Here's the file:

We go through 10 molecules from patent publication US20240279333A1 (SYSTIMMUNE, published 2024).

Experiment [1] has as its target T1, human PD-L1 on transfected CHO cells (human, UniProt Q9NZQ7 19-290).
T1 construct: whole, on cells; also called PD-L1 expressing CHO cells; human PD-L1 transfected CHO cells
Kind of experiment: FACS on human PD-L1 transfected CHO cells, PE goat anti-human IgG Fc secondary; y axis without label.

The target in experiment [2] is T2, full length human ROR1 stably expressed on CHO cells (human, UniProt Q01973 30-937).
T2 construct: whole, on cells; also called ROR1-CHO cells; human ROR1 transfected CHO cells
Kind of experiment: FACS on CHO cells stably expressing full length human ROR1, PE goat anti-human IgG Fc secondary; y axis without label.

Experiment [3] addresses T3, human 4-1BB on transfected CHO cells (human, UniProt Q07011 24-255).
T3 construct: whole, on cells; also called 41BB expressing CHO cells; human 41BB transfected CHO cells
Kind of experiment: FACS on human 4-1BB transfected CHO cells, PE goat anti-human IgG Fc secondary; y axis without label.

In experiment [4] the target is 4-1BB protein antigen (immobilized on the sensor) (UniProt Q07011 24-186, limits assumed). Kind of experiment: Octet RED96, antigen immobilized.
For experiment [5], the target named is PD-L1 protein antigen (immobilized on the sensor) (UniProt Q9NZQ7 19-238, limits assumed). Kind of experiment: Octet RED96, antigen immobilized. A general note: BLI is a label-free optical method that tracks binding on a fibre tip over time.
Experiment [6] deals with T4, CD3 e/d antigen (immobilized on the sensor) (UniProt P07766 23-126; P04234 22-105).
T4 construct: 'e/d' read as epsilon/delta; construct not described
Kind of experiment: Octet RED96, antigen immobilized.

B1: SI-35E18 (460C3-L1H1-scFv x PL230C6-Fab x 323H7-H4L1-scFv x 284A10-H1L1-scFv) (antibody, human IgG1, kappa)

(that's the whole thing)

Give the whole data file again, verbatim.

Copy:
We go through 10 molecules from patent publication US20240279333A1 (SYSTIMMUNE, published 2024).

Experiment [1] has as its target T1, human PD-L1 on transfected CHO cells (human, UniProt Q9NZQ7 19-290).
T1 construct: whole, on cells; also called PD-L1 expressing CHO cells; human PD-L1 transfected CHO cells
Kind of experiment: FACS on human PD-L1 transfected CHO cells, PE goat anti-human IgG Fc secondary; y axis without label.

The target in experiment [2] is T2, full length human ROR1 stably expressed on CHO cells (human, UniProt Q01973 30-937).
T2 construct: whole, on cells; also called ROR1-CHO cells; human ROR1 transfected CHO cells
Kind of experiment: FACS on CHO cells stably expressing full length human ROR1, PE goat anti-human IgG Fc secondary; y axis without label.

Experiment [3] addresses T3, human 4-1BB on transfected CHO cells (human, UniProt Q07011 24-255).
T3 construct: whole, on cells; also called 41BB expressing CHO cells; human 41BB transfected CHO cells
Kind of experiment: FACS on human 4-1BB transfected CHO cells, PE goat anti-human IgG Fc secondary; y axis without label.

In experiment [4] the target is 4-1BB protein antigen (immobilized on the sensor) (UniProt Q07011 24-186, limits assumed). Kind of experiment: Octet RED96, antigen immobilized.
For experiment [5], the target named is PD-L1 protein antigen (immobilized on the sensor) (UniProt Q9NZQ7 19-238, limits assumed). Kind of experiment: Octet RED96, antigen immobilized. A general note: BLI is a label-free optical method that tracks binding on a fibre tip over time.
Experiment [6] deals with T4, CD3 e/d antigen (immobilized on the sensor) (UniProt P07766 23-126; P04234 22-105).
T4 construct: 'e/d' read as epsilon/delta; construct not described
Kind of experiment: Octet RED96, antigen immobilized.

B1: SI-35E18 (460C3-L1H1-scFv x PL230C6-Fab x 323H7-H4L1-scFv x 284A10-H1L1-scFv) (antibody, human IgG1, kappa)